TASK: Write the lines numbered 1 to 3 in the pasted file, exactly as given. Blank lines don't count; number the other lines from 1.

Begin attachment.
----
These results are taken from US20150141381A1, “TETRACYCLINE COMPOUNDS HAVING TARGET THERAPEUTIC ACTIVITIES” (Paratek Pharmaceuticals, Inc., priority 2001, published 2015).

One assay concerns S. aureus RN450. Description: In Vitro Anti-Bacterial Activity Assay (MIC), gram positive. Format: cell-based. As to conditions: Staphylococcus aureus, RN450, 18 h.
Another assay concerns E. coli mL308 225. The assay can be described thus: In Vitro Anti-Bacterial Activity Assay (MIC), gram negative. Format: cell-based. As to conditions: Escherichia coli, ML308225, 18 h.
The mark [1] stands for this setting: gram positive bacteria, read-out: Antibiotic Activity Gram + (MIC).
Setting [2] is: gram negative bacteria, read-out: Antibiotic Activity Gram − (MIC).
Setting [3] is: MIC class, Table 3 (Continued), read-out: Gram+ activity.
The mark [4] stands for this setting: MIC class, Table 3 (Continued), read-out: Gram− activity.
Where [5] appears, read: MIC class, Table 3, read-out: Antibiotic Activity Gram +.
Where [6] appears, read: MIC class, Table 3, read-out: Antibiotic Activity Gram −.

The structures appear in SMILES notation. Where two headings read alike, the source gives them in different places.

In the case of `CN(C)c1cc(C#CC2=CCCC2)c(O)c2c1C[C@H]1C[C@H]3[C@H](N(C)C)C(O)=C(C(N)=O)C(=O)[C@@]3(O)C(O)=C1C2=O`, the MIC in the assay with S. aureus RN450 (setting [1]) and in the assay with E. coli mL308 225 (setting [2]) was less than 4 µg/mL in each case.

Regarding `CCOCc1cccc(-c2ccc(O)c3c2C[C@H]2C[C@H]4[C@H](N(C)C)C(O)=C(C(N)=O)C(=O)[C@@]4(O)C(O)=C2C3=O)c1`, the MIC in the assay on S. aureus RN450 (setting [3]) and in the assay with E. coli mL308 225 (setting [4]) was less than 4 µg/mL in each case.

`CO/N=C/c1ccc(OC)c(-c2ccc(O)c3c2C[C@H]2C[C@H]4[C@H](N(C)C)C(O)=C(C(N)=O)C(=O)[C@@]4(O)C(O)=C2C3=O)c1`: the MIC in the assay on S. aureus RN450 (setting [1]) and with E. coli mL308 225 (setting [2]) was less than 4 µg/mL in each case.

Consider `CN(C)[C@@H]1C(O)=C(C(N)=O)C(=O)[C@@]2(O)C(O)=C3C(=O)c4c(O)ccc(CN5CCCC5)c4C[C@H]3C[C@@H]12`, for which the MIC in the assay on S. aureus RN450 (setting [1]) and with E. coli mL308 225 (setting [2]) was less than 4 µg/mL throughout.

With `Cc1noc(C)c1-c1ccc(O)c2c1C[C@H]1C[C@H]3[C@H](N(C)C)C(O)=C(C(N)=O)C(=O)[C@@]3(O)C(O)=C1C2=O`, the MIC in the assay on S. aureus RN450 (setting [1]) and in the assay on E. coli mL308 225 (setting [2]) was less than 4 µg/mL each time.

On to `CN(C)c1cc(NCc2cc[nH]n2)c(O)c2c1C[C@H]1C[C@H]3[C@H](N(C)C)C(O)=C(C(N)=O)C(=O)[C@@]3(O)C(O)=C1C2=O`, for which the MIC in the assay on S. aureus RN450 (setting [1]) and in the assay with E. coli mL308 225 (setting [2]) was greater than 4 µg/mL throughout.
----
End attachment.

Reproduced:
These results are taken from US20150141381A1, “TETRACYCLINE COMPOUNDS HAVING TARGET THERAPEUTIC ACTIVITIES” (Paratek Pharmaceuticals, Inc., priority 2001, published 2015).

One assay concerns S. aureus RN450. Description: In Vitro Anti-Bacterial Activity Assay (MIC), gram positive. Format: cell-based. As to conditions: Staphylococcus aureus, RN450, 18 h.
Another assay concerns E. coli mL308 225. The assay can be described thus: In Vitro Anti-Bacterial Activity Assay (MIC), gram negative. Format: cell-based. As to conditions: Escherichia coli, ML308225, 18 h.